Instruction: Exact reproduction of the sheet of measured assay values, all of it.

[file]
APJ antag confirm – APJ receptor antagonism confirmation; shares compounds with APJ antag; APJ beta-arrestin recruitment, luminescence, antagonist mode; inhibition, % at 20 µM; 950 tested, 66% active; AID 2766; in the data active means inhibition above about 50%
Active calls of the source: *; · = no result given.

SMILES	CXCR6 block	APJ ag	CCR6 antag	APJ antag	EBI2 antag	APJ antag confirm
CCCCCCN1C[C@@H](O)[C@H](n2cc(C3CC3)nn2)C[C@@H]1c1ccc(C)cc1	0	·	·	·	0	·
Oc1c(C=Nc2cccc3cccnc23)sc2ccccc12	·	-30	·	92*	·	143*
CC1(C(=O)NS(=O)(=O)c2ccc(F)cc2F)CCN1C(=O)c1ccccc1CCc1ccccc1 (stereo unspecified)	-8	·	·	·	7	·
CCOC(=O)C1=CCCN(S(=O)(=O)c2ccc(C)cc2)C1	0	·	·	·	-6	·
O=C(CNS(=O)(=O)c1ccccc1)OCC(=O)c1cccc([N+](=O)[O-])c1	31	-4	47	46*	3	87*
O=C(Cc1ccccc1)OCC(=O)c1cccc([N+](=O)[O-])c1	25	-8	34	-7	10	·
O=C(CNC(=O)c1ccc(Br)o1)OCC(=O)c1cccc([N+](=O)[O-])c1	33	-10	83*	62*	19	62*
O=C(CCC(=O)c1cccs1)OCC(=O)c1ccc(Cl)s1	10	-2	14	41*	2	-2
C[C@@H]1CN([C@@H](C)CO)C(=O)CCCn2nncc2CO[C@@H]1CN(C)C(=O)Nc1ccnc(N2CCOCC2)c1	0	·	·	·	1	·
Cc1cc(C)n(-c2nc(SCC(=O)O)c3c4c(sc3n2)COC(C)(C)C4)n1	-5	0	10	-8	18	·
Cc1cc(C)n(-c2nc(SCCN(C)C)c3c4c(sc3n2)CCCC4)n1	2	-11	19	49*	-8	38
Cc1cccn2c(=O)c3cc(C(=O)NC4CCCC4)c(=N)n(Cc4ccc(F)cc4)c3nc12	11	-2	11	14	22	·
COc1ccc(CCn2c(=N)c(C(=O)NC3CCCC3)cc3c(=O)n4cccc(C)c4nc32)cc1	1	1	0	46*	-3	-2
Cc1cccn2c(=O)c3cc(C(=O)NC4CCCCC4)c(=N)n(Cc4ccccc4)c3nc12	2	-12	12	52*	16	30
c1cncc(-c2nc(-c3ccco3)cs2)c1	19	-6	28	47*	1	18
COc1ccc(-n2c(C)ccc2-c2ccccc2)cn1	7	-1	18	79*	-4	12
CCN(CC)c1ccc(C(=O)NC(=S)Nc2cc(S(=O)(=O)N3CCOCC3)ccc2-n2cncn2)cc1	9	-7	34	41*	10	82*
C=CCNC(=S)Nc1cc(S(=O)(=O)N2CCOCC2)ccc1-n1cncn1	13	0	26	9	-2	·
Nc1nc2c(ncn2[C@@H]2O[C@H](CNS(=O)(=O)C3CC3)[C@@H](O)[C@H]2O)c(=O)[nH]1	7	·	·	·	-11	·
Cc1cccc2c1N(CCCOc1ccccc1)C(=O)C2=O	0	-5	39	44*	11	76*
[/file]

APJ antag confirm – APJ receptor antagonism confirmation; shares compounds with APJ antag; APJ beta-arrestin recruitment, luminescence, antagonist mode; inhibition, % at 20 µM; 950 tested, 66% active; AID 2766; in the data active means inhibition above about 50%
Active calls of the source: *; · = no result given.

SMILES	CXCR6 block	APJ ag	CCR6 antag	APJ antag	EBI2 antag	APJ antag confirm
CCCCCCN1C[C@@H](O)[C@H](n2cc(C3CC3)nn2)C[C@@H]1c1ccc(C)cc1	0	·	·	·	0	·
Oc1c(C=Nc2cccc3cccnc23)sc2ccccc12	·	-30	·	92*	·	143*
CC1(C(=O)NS(=O)(=O)c2ccc(F)cc2F)CCN1C(=O)c1ccccc1CCc1ccccc1 (stereo unspecified)	-8	·	·	·	7	·
CCOC(=O)C1=CCCN(S(=O)(=O)c2ccc(C)cc2)C1	0	·	·	·	-6	·
O=C(CNS(=O)(=O)c1ccccc1)OCC(=O)c1cccc([N+](=O)[O-])c1	31	-4	47	46*	3	87*
O=C(Cc1ccccc1)OCC(=O)c1cccc([N+](=O)[O-])c1	25	-8	34	-7	10	·
O=C(CNC(=O)c1ccc(Br)o1)OCC(=O)c1cccc([N+](=O)[O-])c1	33	-10	83*	62*	19	62*
O=C(CCC(=O)c1cccs1)OCC(=O)c1ccc(Cl)s1	10	-2	14	41*	2	-2
C[C@@H]1CN([C@@H](C)CO)C(=O)CCCn2nncc2CO[C@@H]1CN(C)C(=O)Nc1ccnc(N2CCOCC2)c1	0	·	·	·	1	·
Cc1cc(C)n(-c2nc(SCC(=O)O)c3c4c(sc3n2)COC(C)(C)C4)n1	-5	0	10	-8	18	·
Cc1cc(C)n(-c2nc(SCCN(C)C)c3c4c(sc3n2)CCCC4)n1	2	-11	19	49*	-8	38
Cc1cccn2c(=O)c3cc(C(=O)NC4CCCC4)c(=N)n(Cc4ccc(F)cc4)c3nc12	11	-2	11	14	22	·
COc1ccc(CCn2c(=N)c(C(=O)NC3CCCC3)cc3c(=O)n4cccc(C)c4nc32)cc1	1	1	0	46*	-3	-2
Cc1cccn2c(=O)c3cc(C(=O)NC4CCCCC4)c(=N)n(Cc4ccccc4)c3nc12	2	-12	12	52*	16	30
c1cncc(-c2nc(-c3ccco3)cs2)c1	19	-6	28	47*	1	18
COc1ccc(-n2c(C)ccc2-c2ccccc2)cn1	7	-1	18	79*	-4	12
CCN(CC)c1ccc(C(=O)NC(=S)Nc2cc(S(=O)(=O)N3CCOCC3)ccc2-n2cncn2)cc1	9	-7	34	41*	10	82*
C=CCNC(=S)Nc1cc(S(=O)(=O)N2CCOCC2)ccc1-n1cncn1	13	0	26	9	-2	·
Nc1nc2c(ncn2[C@@H]2O[C@H](CNS(=O)(=O)C3CC3)[C@@H](O)[C@H]2O)c(=O)[nH]1	7	·	·	·	-11	·
Cc1cccc2c1N(CCCOc1ccccc1)C(=O)C2=O	0	-5	39	44*	11	76*